Thanks for sharing!

jason

 Marko Ožvald
Member
July 30th, 2017

Check out my new video Dji Spark video test https://youtu.be/3MsA70Qrx4Q.

Admin
July 31st, 2017
Reply to  Marko Ožvald

Looking good Marko, thanks for sharing!

Johnnie

 Marko Ožvald
Member
July 31st, 2017
Reply to  Johnnie Behiri

Tnx

Oscar Stefan Majoros
Guest
July 29th, 2017

Unsubscribed ?

Jason Felmingham
Guest
July 29th, 2017

Ummm no.

Paul Christopher Greene
Guest
July 28th, 2017

No. Yet another ridiculous article from you guys. A couple more and I’m un following ya.

Admin
July 28th, 2017

Why? Nobody expected the Mavic to deliver the performance and quality that it does, despite its shortcomings it’s being used on pro productions all the time. Why not expect the same from the Spark too? Price difference is small, and the Mavic gimbal would have fitted on the Spark as well.

 Miguel Gomez-Pardo
Miguel Gomez-Pardo
Member
July 29th, 2017

I think you are a bit unfair. Nobody its saying the spark its a pro drone not even DJI. I think interesting that pros try non-pro material. I’m even sure that a good videographer under controled and not very unstable conditions could use some footage from the spark in a pro video.
Have in mind that those images are recorded under heavy wind with a non pro tiny barebones drone. Would the spark be my first choice for pro use – certainly not. But for the price and size i think its an interesting drone.
In conclusion i like pros testing non pro material. If nobodoy would have done that we never would have used the 5dm2 for pro video, just for photo work.

Steven Milo Ordorica
Guest
July 28th, 2017

It’s an expensive toy.

Joelle Mcneil
Guest
July 28th, 2017

This is a really silly article. A very small consumer selfie drone doesn’t fly well in high winds and isn’t meant for pros?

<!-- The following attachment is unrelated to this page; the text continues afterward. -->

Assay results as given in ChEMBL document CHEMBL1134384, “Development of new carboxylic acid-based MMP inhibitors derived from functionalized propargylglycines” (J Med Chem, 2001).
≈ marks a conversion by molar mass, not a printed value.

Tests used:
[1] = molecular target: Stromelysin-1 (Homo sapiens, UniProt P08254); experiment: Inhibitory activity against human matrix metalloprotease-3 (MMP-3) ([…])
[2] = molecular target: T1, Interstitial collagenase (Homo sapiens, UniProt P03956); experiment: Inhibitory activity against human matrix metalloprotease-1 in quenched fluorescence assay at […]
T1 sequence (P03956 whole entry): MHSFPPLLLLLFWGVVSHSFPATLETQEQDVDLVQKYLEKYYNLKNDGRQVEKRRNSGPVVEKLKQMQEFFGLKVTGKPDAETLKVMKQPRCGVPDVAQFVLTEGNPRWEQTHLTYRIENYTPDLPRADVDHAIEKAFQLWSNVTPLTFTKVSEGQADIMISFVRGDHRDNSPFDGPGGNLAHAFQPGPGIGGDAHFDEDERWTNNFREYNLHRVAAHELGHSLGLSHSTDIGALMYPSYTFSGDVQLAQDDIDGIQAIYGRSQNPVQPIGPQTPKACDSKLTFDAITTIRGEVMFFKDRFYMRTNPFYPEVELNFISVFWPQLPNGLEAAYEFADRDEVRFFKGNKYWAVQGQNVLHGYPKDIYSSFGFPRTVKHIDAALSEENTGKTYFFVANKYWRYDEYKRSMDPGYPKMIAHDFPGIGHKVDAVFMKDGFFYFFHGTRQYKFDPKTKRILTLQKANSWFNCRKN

Ya don’t say!

Admin
July 28th, 2017
Reply to  Joelle Mcneil

Considering that the price difference between the Mavic Pro (version without controller) and the Spark is not that huge (we’re talking about $250), it’s a valid question whether the Spark can deliver similar images. Furthermore, the Spark isn’t any smaller than the Mavic when packed up, because it can’t fold its arms in. And if you look at the size of the camera and gimbal on the Mavic, you will see that it’s tiny and it wouldn’t have been a surprise if the image was exactly the same. But it isn’t.

The high winds stuff – yes of course. But sometimes the obvious needs to be stated. Some people expect too much from their entry level gear.

 Erkki Juurus
Erkki Juurus
Member
July 29th, 2017
Reply to  Joelle Mcneil

Oh c’mon. You gain nothing by being rude, Mr. Mcobviousman. After all, this content is free and it’s not force-fed to you in any way. It’s quite easy to just ignore. Therefore your taking the time and energy to come and bash it is telling a lot about you, and very little about the drone article in question.

Perhaps the header would have worked a little better by adding a “Not” between the “Really” and the “Suitable,” for example, but who cares. The point of the article is in the details, the actual field-testing, not in stating the fairly obvious. Take it as a case of Q.E.D. If you’re not interested because you already know it all, someone else new to drones just might.
Surely it should be equally obvious that this article was one of the few Cinema5D articles that just wasn’t aimed for you in particular, but for a different niche of the audience.

I’d say thank you Tamás for confirming us what this dinky little drone actually can and cannot do out in the windy wild. Including the obvious like the vulnerability to wind, and especially what the camera is capable of. That is probably of some interest to a wider audience. Apart from the noisy bunch of Knowitalls of the Inter-Nyet, obviously.

 Yann Yann
Member
July 29th, 2017
Reply to  Erkki Juurus

If everything is in the details, this article is not.
How can we expect a real world review without any proper controller?
And when you say “no ND filters”, prefere using “I don’t have them”.
Two brands are already selling those filters. Exactly the same brand which sell those for the Mavic.
Definitely a hands-on, not a review.